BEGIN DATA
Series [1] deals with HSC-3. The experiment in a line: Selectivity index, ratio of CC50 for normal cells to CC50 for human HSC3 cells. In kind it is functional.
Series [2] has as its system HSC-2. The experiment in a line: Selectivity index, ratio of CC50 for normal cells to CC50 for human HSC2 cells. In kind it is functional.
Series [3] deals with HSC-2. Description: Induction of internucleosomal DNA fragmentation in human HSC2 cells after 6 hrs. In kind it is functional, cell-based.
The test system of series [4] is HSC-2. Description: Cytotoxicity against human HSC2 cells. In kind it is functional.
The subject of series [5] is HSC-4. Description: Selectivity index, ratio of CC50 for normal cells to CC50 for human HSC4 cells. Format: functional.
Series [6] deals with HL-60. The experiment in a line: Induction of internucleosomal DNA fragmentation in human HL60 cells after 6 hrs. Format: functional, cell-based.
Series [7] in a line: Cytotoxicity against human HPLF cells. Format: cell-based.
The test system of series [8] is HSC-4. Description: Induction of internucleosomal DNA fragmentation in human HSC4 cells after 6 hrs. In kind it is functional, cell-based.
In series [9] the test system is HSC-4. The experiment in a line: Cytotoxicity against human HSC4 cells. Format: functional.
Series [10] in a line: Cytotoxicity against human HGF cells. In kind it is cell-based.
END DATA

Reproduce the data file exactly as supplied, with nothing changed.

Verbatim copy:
Series [1] deals with HSC-3. The experiment in a line: Selectivity index, ratio of CC50 for normal cells to CC50 for human HSC3 cells. In kind it is functional.
Series [2] has as its system HSC-2. The experiment in a line: Selectivity index, ratio of CC50 for normal cells to CC50 for human HSC2 cells. In kind it is functional.
Series [3] deals with HSC-2. Description: Induction of internucleosomal DNA fragmentation in human HSC2 cells after 6 hrs. In kind it is functional, cell-based.
The test system of series [4] is HSC-2. Description: Cytotoxicity against human HSC2 cells. In kind it is functional.
The subject of series [5] is HSC-4. Description: Selectivity index, ratio of CC50 for normal cells to CC50 for human HSC4 cells. Format: functional.
Series [6] deals with HL-60. The experiment in a line: Induction of internucleosomal DNA fragmentation in human HL60 cells after 6 hrs. Format: functional, cell-based.
Series [7] in a line: Cytotoxicity against human HPLF cells. Format: cell-based.
The test system of series [8] is HSC-4. Description: Induction of internucleosomal DNA fragmentation in human HSC4 cells after 6 hrs. In kind it is functional, cell-based.
In series [9] the test system is HSC-4. The experiment in a line: Cytotoxicity against human HSC4 cells. Format: functional.
Series [10] in a line: Cytotoxicity against human HGF cells. In kind it is cell-based.